Many of the world’s flightless bird species, the ratites, are related to each other, despite the fact that they live far apart. The Ostrich is from Africa, the rheas live in South America, the Emu is an Aussie, cassowaries are found in Australia, New Guinea, and nearby islands, and the five species of kiwi occur in New Zealand.
The ratites also include the extinct moas, nine species that were found in New Zealand until about 500 years ago, and the two species of elephant bird, the largest birds to ever walk the planet. They lived in Madagascar and died out about 1,000 years ago.
For a long time, scientists have believed that the ratites evolved into their various species after the supercontinent Gondwana split apart. Gondwana included Africa and Madagascar, the first landmasses to drift. Thus, existing models of ratite speciation suggest the Ostrich and elephant bird are the oldest branches on the ratite family tree.
A study published today in the journal Science, however, throws the old theory out the window. (Read the abstract.) It suggests that the birds dispersed to Earth’s far corners through flight, not because the splitting of landmasses forced their separation. Only after separating, the study says, did most members of the group lose the ability to fly.
Kieren J. Mitchell and Alan Cooper of the University of Adelaide in Australia and researchers from other universities in Australia and New Zealand sequenced and analyzed the mitochondrial genomes of the two species of elephant bird, leading them to a surprising result: The large, herbivorous birds were the closest relatives to the small, omnivorous kiwi. And Ostriches are only distantly related to these species.
Thus, say the authors, instead of ratite speciation starting with a common flightless ancestor and being driven by continental separation, it appears it was driven by the divergence of species from ancestors capable of flight, ancestors like the elephant bird that flew long distances to new corners of the world, after which they independently evolved the inability to fly.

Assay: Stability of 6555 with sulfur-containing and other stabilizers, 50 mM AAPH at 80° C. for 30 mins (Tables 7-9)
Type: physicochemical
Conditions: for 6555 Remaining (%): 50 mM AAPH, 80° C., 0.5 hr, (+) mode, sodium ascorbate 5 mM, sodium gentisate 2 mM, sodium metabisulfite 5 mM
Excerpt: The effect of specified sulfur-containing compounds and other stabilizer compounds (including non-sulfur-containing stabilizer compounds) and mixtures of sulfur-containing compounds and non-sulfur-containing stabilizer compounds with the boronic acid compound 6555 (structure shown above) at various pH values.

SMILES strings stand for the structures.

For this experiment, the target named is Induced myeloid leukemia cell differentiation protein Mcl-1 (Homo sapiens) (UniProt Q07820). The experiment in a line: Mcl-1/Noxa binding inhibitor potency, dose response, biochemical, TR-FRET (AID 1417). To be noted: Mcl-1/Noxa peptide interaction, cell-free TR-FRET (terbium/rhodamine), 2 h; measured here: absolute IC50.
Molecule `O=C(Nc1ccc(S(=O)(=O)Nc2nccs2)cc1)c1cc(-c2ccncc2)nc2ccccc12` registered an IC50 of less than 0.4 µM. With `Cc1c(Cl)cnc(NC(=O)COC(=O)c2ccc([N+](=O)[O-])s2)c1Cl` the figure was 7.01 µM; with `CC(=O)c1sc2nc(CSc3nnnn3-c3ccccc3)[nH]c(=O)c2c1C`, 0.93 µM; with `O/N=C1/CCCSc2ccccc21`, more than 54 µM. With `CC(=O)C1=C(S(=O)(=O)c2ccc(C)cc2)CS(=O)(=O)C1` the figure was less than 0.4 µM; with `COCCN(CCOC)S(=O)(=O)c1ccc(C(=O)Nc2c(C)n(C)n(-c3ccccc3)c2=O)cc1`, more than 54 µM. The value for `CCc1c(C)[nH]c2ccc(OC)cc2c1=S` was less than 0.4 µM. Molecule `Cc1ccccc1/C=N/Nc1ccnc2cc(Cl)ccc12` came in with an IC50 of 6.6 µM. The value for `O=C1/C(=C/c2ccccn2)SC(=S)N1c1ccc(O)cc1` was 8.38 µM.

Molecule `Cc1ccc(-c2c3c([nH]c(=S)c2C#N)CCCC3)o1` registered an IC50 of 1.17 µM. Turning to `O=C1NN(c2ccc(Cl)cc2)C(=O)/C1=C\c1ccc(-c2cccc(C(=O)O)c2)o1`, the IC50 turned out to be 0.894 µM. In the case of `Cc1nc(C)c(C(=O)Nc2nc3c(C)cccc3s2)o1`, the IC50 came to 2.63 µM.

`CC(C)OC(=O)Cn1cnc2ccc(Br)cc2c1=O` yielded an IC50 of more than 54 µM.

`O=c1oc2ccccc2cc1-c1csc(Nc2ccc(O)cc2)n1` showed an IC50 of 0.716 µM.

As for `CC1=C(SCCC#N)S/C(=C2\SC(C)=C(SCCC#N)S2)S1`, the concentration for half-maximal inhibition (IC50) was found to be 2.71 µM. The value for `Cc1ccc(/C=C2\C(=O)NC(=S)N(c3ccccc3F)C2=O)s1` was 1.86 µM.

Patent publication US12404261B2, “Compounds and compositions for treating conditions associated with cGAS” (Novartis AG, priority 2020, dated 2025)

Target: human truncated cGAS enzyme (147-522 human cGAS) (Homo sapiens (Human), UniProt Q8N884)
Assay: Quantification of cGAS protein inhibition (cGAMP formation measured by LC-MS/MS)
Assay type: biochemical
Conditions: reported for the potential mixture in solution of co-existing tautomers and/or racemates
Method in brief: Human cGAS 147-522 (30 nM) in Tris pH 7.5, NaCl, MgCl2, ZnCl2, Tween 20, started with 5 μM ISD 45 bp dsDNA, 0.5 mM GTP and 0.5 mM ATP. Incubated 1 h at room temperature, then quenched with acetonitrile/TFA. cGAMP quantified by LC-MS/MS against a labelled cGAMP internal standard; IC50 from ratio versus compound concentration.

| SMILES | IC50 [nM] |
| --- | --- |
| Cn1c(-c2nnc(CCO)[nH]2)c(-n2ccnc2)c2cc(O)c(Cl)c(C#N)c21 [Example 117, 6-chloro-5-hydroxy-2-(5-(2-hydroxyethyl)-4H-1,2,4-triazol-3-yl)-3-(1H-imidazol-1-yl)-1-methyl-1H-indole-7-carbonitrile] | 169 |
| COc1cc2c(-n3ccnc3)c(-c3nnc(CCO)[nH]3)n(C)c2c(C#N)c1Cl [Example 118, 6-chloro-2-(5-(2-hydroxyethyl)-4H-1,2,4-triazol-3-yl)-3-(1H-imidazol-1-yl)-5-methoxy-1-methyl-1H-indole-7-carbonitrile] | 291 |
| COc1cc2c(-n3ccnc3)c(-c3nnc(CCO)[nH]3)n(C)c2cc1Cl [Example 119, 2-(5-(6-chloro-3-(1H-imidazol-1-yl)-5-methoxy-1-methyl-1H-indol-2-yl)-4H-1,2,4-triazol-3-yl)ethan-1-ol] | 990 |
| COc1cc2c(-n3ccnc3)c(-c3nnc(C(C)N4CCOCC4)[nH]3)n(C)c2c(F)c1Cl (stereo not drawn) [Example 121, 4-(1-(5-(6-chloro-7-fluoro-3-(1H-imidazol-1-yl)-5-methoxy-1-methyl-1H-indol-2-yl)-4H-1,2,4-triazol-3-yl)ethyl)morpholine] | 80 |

Elsewhere, the inability to fly is almost only seen on islands lacking mammalian predators. So, the authors suggest, the initial evolution of ratite birds to the large flightless birds we see today likely began in the period after the mass extinction of dinosaurs, the major predator of the time.
Past research has found that most mammals probably remained relatively small for about 10 million years after the extinction of the dinosaurs, “potentially providing a window of opportunity for the evolution of large flightless herbivores in continental bird lineages,” the authors write.
The discovery also appears to explain why the kiwis, which are about the size of chickens, are small, while most other ratites are giants. Mitchell and Cooper theorizes that the first moas arrived in New Zealand long before the first kiwis, enabling the moas to monopolize “the available niche space for large flightless herbivores and omnivores, forcing subsequent arrivals to adopt an alternative role and remain much smaller.” — Matt Mendenhall, Managing Editor
Read the abstract
Kieren J. Mitchell, Bastien Llamas, Julien Soubrier, Nicolas J. Rawlence, Trevor H. Worthy, Jamie Wood, Michael S. Y. Lee, and Alan Cooper (2014). Ancient DNA reveals elephant birds and kiwi are sister taxa and clarifies ratite bird evolution. Science, 344:6186, May 23, 2014. Abstract.
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